It was apparent as he took a circuitous route home, “going from street to street to find a public telephone, and also to confuse them in case they were following me”.

It was there as Parham frantically tried to call his pastor, several times, but there was no answer.

And it was there the next day, as Parham, “full of stress and worry”, couldn’t eat a thing all day.

The following day, Parham called another Christian friend – again from a public telephone – to explain with code-words that his “colleagues were taken to hospital because of a gas leak, but I’m fine and was allowed to go”.

On his way to meet this friend, Parham says he was “very scared and thought I was being followed. That’s why I went to different places, getting rides with different drivers, until I reached my friend’s plumbing shop”.

And it was there Parham discovered the reason his pastor hadn’t answered.

On the evening of the garage raid, intelligence agents had also raided the properties of Christians belonging to the same house-church network in cities across the country.

For the next few days, until his summons for interrogation, Parham says “every second passed slowly for me, and I thought every moment about the interrogations I would have to face and the questions they might ask me.

“I even said to myself that my friends were lucky they had been arrested, so at least they didn’t have this time of anxiously worrying about when it might happen.”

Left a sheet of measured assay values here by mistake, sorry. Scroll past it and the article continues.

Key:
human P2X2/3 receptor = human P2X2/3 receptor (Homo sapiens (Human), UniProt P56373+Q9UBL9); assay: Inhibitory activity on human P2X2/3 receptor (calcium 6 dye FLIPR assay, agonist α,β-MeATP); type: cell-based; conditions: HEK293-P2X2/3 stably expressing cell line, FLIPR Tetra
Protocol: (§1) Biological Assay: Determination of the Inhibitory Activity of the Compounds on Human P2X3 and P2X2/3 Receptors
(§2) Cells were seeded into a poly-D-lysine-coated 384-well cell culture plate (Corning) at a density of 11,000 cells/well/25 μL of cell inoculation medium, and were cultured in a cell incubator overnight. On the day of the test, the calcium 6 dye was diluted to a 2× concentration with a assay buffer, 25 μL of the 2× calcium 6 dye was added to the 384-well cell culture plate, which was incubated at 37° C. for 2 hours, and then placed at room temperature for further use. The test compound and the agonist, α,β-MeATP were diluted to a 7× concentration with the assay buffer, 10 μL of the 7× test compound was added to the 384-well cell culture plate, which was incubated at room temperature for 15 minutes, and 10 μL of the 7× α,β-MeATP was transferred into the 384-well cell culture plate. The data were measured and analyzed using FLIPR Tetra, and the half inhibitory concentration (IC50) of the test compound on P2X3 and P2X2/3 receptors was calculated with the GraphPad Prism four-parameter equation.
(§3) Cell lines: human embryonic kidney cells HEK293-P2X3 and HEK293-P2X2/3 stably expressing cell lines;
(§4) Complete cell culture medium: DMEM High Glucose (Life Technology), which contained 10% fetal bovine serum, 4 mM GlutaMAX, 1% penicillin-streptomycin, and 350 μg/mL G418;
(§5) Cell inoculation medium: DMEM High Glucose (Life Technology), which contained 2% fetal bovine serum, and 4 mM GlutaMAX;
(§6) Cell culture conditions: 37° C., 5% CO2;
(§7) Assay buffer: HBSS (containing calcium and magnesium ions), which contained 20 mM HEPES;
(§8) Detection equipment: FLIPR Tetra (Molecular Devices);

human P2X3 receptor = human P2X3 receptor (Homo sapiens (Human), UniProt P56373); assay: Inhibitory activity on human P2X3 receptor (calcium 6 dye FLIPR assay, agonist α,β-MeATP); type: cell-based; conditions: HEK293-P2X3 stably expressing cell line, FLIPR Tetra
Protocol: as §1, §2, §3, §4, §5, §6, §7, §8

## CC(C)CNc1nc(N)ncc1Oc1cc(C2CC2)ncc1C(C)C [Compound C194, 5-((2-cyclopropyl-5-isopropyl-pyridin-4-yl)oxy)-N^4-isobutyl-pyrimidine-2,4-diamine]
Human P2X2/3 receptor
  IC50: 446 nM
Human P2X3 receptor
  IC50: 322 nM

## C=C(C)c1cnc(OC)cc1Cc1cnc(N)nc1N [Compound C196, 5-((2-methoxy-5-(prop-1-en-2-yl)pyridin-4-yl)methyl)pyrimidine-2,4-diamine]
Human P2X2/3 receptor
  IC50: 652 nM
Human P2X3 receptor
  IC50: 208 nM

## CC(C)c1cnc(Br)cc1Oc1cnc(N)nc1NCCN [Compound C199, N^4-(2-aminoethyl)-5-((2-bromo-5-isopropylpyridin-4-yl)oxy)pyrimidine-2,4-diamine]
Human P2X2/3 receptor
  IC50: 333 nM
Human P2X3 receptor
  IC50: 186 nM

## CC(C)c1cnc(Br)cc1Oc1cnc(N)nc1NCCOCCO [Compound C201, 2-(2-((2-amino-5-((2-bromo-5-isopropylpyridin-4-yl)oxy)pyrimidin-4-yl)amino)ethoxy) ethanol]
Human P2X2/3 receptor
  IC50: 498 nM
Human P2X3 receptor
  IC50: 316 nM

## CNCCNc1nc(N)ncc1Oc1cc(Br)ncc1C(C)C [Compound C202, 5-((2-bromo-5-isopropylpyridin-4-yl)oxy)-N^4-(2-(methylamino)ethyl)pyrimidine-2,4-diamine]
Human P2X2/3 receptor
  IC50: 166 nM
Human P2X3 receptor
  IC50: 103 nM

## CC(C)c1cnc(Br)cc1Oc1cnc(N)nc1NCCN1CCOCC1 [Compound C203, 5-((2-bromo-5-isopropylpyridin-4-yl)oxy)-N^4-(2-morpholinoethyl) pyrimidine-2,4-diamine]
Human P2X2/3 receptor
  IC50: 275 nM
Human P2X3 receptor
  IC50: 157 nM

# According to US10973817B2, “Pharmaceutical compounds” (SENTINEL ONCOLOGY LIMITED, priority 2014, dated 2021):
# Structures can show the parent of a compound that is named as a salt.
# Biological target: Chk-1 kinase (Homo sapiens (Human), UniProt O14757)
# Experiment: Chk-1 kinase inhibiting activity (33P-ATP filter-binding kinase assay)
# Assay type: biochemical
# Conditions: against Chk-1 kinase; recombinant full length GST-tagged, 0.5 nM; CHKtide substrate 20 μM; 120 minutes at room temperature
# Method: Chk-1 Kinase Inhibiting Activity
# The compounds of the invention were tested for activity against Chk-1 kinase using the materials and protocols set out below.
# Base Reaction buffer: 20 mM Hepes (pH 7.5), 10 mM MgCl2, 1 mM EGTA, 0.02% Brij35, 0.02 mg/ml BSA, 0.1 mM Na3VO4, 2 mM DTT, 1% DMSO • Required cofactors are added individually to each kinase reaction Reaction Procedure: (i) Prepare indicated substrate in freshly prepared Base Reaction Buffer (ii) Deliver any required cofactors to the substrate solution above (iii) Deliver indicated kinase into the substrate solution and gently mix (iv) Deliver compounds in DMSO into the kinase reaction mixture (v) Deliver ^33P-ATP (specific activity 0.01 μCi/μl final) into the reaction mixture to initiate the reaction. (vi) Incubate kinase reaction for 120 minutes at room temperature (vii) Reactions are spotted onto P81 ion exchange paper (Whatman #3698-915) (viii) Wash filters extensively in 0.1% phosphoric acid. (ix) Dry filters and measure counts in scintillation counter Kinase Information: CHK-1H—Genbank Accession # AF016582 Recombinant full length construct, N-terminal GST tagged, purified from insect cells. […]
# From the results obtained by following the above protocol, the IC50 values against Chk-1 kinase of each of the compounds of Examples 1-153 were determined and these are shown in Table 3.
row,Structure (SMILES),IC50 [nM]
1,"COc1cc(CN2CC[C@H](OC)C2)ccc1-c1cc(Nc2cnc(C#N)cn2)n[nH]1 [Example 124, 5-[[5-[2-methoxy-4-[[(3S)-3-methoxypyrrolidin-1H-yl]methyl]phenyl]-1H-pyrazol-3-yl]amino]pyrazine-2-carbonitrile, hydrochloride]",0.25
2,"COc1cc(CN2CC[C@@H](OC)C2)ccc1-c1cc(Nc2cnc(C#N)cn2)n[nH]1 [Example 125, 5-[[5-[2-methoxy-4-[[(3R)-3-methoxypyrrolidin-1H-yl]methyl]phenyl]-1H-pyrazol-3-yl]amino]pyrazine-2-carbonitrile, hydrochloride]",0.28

When, two days later, the call came, Parham says “I hugged my mother tightly, thinking I might never see her again”. 

One of the most striking moments in what followed, as Parham was interrogated four times over the next 18 days, was the agents’ disregard for Parham’s disability.

It was this disability – because of which Parham was registered with the state welfare organisation – that ultimately led to his conversion to Christianity two years earlier.

He speaks of the “shame” his father had felt in having two disabled children – his elder sister also being disabled – and how his father told him: “God certainly knew you weren’t going to be a good person, and that’s why He caused you to suffer in this way!” 

Parham became a Christian after reading Jesus’ response to a question about a man born blind, in the Gospel of John, chapter 9: “Neither this man nor his parents sinned, but this happened so that the works of God might be displayed in him.”